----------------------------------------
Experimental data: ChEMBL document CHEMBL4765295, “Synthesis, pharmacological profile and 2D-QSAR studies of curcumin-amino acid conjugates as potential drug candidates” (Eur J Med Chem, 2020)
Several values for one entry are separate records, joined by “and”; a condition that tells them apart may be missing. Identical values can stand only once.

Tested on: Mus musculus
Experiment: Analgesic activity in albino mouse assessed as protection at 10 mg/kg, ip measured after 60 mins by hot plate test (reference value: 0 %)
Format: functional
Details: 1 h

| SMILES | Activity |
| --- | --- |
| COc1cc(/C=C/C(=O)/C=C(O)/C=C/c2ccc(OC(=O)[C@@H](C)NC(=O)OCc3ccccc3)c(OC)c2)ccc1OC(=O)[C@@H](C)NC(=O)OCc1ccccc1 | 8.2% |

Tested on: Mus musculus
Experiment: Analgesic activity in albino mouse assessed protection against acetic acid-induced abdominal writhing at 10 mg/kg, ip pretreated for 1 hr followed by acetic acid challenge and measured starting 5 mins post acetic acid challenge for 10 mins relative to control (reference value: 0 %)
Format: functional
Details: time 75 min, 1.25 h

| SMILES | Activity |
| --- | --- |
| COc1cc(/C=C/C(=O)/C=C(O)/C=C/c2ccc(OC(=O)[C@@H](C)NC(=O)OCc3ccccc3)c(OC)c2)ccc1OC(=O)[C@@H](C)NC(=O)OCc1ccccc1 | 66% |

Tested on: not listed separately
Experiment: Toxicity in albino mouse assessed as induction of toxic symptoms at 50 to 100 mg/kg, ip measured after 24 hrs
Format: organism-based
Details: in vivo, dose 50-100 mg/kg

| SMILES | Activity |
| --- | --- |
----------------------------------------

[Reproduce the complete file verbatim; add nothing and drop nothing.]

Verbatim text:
Experimental data: ChEMBL document CHEMBL4765295, “Synthesis, pharmacological profile and 2D-QSAR studies of curcumin-amino acid conjugates as potential drug candidates” (Eur J Med Chem, 2020)
Several values for one entry are separate records, joined by “and”; a condition that tells them apart may be missing. Identical values can stand only once.

Tested on: Mus musculus
Experiment: Analgesic activity in albino mouse assessed as protection at 10 mg/kg, ip measured after 60 mins by hot plate test (reference value: 0 %)
Format: functional
Details: 1 h

| SMILES | Activity |
| --- | --- |
| COc1cc(/C=C/C(=O)/C=C(O)/C=C/c2ccc(OC(=O)[C@@H](C)NC(=O)OCc3ccccc3)c(OC)c2)ccc1OC(=O)[C@@H](C)NC(=O)OCc1ccccc1 | 8.2% |

Tested on: Mus musculus
Experiment: Analgesic activity in albino mouse assessed protection against acetic acid-induced abdominal writhing at 10 mg/kg, ip pretreated for 1 hr followed by acetic acid challenge and measured starting 5 mins post acetic acid challenge for 10 mins relative to control (reference value: 0 %)
Format: functional
Details: time 75 min, 1.25 h

| SMILES | Activity |
| --- | --- |
| COc1cc(/C=C/C(=O)/C=C(O)/C=C/c2ccc(OC(=O)[C@@H](C)NC(=O)OCc3ccccc3)c(OC)c2)ccc1OC(=O)[C@@H](C)NC(=O)OCc1ccccc1 | 66% |

Tested on: not listed separately
Experiment: Toxicity in albino mouse assessed as induction of toxic symptoms at 50 to 100 mg/kg, ip measured after 24 hrs
Format: organism-based
Details: in vivo, dose 50-100 mg/kg

| SMILES | Activity |
| --- | --- |